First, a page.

Today, of course, marks the 10th anniversary of the attack on the World Trade Center. Everyone old enough to remember it has a story of that day. Here’s mine: I was on my way to work as a newspaper reporter. I heard the news, turned my car around, gave my cat extra food, and picked up spare clothes and flat shoes. Later, I heard that two of my cousins, and two acquaintances, were missing. By dusk, I learned my cousins had walked across a bridge into Queens, part of an ash-covered tide of refugees. By midnight, I knew my acquaintances were dead.
So let me tell you, instead, some other peoples’ stories of that day and what came after: the terrorism first, and then the fears of a bioterror attack to follow; the relief when no epidemic appeared, and then the sinking shock when it did. The disease detectives of the Centers for Disease Control and Prevention were at the center of that month of horror and confusion. Between now and Oct. 4, the 10th anniversary of the announcement of the anthrax attacks, I’ll run excerpts from Chapter 12 of my book Beating Back the Devil, about the disease detectives — the Epidemic Intelligence Service — of the CDC.
We begin in Atlanta, on the morning of Sept. 11, 2001.
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Terrorism, 2001: New York City and Washington, D.C.
When they had a chance to look back, everyone remembered that it had been a beautiful day. The sky was a pure blue arch, unmarred by cloud. It was warm — in Atlanta, early September is an extension of summer — but there was a cool breeze freshening. The trees were all green; only a few of the dogwoods showed a tinge of red along the edges of their leaves. All the way up the Eastern Seaboard, the weather was perfect.
At the CDC, Epidemic Intelligence Service director Dr. Doug Hamilton was late for Tuesday morning seminar, the mandatory grand rounds for the CDC’s trainee disease detectives. The seminar was always held in Auditorium B on the street-front side of the campus. It was the CDC’s fanciest conference room, the place where dignitaries were welcomed and new EIS members took their first weeks of training. It had rows of movable chairs, blond wood walls and a ceiling made of rippling, curved acoustical panels that looked like an abstract sculpture. Its central feature was a huge projection screen that stretched across the back of the stage. When EIS members made presentations about their investigations, audiovisual technicians in a darkened-glass control booth built into the room’s left wall threw their Powerpoint slides on the screen. When they took questions about their research, the techs patched in a video-conference link to other CDC locations, and projected the questioners’ faces on the screens instead.
Tuesday morning seminar always began at 9 a.m. Hamilton arrived about three minutes afterward. As he pulled open the double doors at the back of the auditorium, his boss, Dr. Stephen Thacker, caught up with him and held him back.
“A plane has hit the World Trade Center,” Thacker said. “Should we make an announcement?”
Hamilton envisioned a small touring plane losing its bearings in the visual flight corridor down the center of the Hudson and hitting the side of New York City’s tallest buildings. He shook his head. “There’s nothing we can do,” he said. “Let’s go on with the seminar.”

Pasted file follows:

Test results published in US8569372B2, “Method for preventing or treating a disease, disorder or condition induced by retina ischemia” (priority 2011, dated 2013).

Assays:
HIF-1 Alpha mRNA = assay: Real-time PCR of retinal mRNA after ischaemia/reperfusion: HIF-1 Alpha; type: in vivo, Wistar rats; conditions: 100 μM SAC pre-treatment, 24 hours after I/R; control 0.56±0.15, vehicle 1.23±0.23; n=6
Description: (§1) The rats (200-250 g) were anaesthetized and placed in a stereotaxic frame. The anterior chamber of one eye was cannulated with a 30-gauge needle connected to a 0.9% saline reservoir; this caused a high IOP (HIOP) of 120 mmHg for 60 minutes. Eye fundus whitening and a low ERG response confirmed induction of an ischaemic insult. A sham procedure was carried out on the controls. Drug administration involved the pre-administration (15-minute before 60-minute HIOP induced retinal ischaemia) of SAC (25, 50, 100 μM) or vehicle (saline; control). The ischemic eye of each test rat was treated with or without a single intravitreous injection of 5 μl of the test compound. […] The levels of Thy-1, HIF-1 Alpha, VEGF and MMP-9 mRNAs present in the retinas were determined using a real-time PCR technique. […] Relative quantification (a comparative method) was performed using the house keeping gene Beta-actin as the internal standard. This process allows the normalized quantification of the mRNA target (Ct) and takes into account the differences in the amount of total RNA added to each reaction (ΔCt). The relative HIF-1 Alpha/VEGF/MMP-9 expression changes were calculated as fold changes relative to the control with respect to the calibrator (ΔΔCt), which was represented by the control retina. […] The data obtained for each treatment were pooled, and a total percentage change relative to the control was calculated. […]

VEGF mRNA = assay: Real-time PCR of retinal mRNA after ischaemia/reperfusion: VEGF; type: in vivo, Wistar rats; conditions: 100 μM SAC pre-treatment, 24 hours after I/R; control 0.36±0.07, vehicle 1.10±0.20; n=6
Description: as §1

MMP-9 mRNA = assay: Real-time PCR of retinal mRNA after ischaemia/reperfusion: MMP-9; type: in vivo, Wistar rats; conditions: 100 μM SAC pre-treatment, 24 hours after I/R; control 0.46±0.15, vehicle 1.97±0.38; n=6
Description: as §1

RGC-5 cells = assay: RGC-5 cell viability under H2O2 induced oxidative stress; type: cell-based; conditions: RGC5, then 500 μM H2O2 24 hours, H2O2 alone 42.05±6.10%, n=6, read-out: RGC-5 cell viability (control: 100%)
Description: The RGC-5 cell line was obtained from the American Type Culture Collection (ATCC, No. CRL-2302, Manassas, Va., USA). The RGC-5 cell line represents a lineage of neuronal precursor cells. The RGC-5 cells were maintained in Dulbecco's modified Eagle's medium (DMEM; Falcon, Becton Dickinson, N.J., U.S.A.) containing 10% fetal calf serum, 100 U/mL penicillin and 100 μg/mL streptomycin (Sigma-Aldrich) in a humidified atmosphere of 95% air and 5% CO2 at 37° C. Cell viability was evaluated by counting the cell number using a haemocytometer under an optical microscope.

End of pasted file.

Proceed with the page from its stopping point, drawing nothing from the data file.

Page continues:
He slid into a seat in the back row. Ten minutes later, one of the technicians tapped him on the shoulder from behind. “Another plane just hit the World Trade Center,” he whispered.
Disbelieving, Hamilton got up and followed him into the control booth. On their desk screens, the techs had turned off the Powerpoints and switched to CNN. The channel was running the same loop of tape, over and over: The first jet, slamming into Tower One of the World Trade Center; the flash of its disintegration; the plume of smoke boiling slowly across the perfect sky. Underneath the image, the newscrawl crept by: Passenger plane hits the World Trade Center, 8:46 a.m.; second plane crashes, 9:02 a.m.
Hamilton watched the loop a dozen times, trying to absorb what he was seeing. Shaken and dazed, he walked back to his seat. Thacker was across the auditorium, next to retired CDC director David Sencer; they always sat in the same spot, halfway up the aisle. Next to Hamilton’s empty seat, though, Dr. Denise Koo had settled into the back row. She was in the same division, above Hamilton and below Thacker on the organizational chart.
“You’re not going to believe what’s happening,” he said to her.
The two were deep into a whispered conversation when the technician nudged Hamilton again. It was not long after 9:40 a.m. He didn’t bother to lower his voice this time.
“A plane has hit the Pentagon,” he said.
The seminar stopped. The speaker sat down. The technicians threw CNN on the huge video screen. The staff in the auditorium, and the ones on the other end of the video links, watched in silence. A few of them left to make family phone calls. A few cried.
Tower Two of the World Trade Center collapsed at 9:59 a.m. Tower One fell 30 minutes later.
By the time the second tower collapsed, Hamilton had reached his fifth-floor office two buildings away to gather email addresses and phone numbers. What was unfolding was a national emergency. The EIS existed to serve in such emergencies. He was sure the group would be summoned to action — though, watching the endlessly replaying tape of the collapsing towers, he was not sure what they could do.
The chime of a high-priority email cut across the mutter of the television. A plane without a flight plan had been detected heading toward Atlanta. The CDC was being evacuated.